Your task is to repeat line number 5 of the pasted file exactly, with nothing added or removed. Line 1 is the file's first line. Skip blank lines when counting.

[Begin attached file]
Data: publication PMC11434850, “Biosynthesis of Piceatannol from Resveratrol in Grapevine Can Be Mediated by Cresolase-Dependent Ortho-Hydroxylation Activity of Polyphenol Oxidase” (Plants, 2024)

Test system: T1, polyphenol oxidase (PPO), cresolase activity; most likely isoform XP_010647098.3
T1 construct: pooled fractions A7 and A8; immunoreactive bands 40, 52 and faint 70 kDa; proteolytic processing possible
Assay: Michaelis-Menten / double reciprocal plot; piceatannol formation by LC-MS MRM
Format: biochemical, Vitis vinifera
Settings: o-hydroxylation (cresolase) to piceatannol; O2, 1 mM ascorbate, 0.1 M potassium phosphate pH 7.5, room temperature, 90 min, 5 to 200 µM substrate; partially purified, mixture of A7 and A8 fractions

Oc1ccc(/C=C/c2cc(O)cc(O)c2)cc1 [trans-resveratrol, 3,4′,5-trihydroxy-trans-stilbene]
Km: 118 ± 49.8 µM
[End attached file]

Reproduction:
Format: biochemical, Vitis vinifera